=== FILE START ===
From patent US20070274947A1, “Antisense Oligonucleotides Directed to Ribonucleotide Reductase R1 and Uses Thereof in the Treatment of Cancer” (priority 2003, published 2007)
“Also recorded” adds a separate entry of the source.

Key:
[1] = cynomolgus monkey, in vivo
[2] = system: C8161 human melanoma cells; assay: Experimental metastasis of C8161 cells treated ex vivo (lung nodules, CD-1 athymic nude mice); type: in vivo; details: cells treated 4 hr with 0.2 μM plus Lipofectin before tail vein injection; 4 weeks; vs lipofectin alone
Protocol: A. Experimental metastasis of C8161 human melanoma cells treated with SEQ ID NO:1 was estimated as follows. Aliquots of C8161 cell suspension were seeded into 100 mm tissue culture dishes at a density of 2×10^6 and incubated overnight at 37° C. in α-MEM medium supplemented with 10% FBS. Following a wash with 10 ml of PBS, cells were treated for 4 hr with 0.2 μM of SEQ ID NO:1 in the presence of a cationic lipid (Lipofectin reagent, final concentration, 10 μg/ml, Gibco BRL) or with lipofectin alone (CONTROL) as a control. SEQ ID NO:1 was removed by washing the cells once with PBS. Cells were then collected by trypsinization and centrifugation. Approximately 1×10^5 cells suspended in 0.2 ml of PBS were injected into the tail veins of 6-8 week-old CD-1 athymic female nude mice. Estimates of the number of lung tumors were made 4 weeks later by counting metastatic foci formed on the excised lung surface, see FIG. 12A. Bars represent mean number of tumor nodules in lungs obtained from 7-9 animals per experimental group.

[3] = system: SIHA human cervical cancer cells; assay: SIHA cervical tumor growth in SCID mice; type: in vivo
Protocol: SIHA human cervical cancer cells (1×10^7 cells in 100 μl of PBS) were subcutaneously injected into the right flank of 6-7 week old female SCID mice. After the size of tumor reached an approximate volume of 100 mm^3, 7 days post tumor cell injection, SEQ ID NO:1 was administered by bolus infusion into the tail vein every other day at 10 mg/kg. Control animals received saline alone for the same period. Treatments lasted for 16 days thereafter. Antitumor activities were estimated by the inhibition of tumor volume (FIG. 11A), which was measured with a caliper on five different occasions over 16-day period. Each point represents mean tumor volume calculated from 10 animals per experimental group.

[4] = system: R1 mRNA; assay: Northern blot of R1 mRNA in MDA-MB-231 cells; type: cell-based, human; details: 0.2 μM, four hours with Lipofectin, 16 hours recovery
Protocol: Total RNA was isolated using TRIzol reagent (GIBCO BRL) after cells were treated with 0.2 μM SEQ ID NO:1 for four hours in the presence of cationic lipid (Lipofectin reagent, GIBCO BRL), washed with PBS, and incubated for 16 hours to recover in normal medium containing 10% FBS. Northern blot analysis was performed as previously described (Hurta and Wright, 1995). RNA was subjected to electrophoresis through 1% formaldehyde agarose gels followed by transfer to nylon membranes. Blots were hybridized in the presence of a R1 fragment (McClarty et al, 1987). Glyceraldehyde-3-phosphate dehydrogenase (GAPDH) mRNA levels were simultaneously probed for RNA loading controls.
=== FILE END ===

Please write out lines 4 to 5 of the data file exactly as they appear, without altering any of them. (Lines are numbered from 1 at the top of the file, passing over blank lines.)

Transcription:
[1] = cynomolgus monkey, in vivo
[2] = system: C8161 human melanoma cells; assay: Experimental metastasis of C8161 cells treated ex vivo (lung nodules, CD-1 athymic nude mice); type: in vivo; details: cells treated 4 hr with 0.2 μM plus Lipofectin before tail vein injection; 4 weeks; vs lipofectin alone